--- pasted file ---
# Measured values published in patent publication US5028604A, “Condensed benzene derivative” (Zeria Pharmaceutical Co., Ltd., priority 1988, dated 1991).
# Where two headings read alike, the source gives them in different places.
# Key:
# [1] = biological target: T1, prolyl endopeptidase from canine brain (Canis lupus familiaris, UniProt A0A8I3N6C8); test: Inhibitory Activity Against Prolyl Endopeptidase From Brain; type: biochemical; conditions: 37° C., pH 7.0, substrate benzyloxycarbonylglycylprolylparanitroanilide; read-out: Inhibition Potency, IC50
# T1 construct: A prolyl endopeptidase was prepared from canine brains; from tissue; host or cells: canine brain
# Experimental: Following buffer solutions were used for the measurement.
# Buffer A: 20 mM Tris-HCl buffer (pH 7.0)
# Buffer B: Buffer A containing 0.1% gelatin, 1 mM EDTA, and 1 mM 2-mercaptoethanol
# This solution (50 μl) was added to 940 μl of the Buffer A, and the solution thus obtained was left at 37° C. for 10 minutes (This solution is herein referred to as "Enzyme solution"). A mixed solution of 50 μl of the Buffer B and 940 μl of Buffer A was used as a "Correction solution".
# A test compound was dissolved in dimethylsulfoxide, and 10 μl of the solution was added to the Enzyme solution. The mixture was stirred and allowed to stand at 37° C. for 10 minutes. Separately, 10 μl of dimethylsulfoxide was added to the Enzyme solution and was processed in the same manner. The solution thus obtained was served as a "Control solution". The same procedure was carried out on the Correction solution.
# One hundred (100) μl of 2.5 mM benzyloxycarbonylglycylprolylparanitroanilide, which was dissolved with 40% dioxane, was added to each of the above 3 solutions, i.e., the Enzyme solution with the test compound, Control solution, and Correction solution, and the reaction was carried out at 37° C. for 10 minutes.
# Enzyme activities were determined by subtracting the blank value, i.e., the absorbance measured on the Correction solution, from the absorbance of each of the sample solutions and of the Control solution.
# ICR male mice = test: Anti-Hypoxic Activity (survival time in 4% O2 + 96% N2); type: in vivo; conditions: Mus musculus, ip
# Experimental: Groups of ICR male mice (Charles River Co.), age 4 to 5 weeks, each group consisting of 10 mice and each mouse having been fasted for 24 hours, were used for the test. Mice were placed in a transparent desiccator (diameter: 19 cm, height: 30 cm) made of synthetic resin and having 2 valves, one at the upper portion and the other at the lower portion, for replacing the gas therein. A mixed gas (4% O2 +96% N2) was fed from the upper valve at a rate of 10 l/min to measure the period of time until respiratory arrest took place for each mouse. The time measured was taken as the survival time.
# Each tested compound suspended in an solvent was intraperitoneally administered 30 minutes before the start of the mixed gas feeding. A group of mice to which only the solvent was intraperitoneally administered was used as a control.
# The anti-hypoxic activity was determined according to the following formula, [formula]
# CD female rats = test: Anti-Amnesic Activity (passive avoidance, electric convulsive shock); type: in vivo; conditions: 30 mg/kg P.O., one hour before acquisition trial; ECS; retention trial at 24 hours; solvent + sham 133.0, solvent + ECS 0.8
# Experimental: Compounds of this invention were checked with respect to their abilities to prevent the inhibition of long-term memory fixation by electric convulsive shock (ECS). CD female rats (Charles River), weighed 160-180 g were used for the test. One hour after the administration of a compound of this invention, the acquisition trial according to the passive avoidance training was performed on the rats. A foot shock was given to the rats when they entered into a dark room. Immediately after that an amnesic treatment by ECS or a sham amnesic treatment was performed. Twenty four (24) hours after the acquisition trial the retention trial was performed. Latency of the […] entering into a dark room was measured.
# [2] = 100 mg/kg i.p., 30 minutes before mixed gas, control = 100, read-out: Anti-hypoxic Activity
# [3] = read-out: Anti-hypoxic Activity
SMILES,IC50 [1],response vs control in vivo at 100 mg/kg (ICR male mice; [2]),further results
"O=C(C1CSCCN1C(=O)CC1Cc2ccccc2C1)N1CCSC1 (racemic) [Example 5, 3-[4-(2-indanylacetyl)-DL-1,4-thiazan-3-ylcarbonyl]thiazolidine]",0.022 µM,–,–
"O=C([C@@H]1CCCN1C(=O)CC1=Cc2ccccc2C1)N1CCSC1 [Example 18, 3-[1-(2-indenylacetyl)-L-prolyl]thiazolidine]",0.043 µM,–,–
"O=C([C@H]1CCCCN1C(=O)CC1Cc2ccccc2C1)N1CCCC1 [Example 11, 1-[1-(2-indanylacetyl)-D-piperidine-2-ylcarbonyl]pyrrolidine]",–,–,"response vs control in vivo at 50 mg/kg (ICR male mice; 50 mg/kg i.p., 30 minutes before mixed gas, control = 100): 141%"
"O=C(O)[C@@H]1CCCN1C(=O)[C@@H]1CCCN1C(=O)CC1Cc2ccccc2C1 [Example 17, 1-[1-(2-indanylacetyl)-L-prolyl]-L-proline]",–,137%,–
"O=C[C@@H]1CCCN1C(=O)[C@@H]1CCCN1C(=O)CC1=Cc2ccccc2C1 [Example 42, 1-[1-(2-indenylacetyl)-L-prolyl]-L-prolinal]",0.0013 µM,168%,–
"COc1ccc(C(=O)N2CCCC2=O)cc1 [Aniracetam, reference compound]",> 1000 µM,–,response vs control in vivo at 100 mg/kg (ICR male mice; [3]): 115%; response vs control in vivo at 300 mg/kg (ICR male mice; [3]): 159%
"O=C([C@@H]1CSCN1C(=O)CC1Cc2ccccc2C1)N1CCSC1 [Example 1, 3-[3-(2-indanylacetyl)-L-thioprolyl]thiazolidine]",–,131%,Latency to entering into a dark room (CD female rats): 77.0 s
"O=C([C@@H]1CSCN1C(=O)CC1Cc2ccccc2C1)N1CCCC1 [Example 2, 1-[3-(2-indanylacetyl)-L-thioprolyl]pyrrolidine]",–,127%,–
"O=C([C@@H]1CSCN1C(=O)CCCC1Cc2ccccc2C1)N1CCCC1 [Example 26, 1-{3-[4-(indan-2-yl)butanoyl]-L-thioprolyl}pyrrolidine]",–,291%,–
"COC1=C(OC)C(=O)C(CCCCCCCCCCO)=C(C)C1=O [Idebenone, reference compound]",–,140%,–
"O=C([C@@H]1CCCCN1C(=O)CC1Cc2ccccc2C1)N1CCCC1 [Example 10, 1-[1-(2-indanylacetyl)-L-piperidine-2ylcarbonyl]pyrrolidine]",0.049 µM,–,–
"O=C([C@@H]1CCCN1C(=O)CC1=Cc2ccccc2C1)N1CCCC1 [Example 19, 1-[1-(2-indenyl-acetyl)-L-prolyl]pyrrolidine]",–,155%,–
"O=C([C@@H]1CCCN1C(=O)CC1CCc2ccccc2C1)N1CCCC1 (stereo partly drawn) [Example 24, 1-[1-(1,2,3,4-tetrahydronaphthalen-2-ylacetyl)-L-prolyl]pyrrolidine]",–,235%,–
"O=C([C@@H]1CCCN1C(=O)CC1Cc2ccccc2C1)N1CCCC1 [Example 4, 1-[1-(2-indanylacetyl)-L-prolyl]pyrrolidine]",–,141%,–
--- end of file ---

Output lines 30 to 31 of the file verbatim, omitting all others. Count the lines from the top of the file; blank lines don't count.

"O=C([C@@H]1CSCN1C(=O)CCCC1Cc2ccccc2C1)N1CCCC1 [Example 26, 1-{3-[4-(indan-2-yl)butanoyl]-L-thioprolyl}pyrrolidine]",–,291%,–
"COC1=C(OC)C(=O)C(CCCCCCCCCCO)=C(C)C1=O [Idebenone, reference compound]",–,140%,–